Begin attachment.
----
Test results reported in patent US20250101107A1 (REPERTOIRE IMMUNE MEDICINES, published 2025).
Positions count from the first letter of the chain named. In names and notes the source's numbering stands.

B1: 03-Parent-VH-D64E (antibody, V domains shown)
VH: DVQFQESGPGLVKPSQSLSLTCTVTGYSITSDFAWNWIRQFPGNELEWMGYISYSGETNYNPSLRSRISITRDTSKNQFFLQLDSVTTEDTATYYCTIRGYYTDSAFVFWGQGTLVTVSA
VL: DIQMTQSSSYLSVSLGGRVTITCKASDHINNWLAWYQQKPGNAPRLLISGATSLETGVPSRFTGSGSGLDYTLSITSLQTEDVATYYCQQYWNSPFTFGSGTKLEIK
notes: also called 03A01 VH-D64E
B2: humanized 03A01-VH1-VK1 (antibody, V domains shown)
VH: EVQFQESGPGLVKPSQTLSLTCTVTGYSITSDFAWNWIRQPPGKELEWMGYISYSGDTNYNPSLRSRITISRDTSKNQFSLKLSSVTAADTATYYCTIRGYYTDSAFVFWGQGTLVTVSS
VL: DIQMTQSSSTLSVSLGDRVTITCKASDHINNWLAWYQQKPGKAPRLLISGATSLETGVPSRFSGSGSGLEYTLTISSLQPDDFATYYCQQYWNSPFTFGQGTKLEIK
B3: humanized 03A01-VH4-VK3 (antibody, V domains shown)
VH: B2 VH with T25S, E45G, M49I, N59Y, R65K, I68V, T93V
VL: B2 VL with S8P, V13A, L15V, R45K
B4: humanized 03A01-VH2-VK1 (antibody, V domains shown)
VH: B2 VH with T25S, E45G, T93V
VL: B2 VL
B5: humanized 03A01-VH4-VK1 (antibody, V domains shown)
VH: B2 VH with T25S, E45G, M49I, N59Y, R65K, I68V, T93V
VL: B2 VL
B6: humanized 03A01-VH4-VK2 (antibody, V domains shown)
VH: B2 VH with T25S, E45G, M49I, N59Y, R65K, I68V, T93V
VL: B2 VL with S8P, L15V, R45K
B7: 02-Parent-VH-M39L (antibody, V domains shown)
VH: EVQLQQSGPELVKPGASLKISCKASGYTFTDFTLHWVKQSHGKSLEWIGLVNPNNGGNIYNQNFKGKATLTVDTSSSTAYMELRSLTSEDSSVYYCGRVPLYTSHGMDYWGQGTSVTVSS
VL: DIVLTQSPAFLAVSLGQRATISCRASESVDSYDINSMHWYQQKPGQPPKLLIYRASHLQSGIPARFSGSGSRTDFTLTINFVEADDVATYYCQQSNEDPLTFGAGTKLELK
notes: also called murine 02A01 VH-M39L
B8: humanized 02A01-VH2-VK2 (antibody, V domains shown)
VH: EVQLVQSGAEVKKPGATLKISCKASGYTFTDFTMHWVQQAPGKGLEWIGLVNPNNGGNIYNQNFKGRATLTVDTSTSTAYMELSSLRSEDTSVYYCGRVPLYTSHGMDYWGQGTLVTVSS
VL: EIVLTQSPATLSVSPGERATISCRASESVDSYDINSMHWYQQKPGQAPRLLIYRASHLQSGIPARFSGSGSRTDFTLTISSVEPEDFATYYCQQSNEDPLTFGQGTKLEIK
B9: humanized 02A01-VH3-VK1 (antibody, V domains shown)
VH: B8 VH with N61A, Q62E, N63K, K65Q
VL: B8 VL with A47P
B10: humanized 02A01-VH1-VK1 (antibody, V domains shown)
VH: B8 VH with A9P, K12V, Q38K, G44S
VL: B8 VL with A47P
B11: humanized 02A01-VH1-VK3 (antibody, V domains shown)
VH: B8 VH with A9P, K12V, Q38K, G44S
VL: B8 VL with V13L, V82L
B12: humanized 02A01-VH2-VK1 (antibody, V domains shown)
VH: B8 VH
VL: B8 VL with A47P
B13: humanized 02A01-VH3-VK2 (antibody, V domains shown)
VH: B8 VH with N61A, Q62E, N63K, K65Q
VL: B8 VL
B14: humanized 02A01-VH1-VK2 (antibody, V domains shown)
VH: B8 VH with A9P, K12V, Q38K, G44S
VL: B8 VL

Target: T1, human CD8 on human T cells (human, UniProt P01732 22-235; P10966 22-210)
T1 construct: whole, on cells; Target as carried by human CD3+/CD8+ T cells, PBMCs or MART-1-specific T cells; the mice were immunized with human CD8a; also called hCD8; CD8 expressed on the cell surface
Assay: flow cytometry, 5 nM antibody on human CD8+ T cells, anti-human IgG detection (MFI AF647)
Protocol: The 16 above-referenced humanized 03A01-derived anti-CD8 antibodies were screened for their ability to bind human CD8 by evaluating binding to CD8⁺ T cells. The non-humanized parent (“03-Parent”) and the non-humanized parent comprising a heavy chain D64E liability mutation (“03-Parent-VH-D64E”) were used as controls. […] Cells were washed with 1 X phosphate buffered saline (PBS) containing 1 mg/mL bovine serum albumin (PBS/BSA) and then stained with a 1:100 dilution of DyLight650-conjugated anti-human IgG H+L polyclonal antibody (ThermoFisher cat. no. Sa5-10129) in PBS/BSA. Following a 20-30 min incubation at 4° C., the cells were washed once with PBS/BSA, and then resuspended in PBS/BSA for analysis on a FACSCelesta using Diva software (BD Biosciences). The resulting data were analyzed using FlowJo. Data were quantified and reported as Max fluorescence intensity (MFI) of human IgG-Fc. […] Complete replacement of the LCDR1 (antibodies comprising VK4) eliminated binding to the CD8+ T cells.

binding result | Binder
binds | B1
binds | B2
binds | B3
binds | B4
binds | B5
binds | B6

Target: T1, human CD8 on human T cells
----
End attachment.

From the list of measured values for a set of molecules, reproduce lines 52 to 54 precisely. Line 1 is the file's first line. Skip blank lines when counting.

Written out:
binds | B1
binds | B2
binds | B3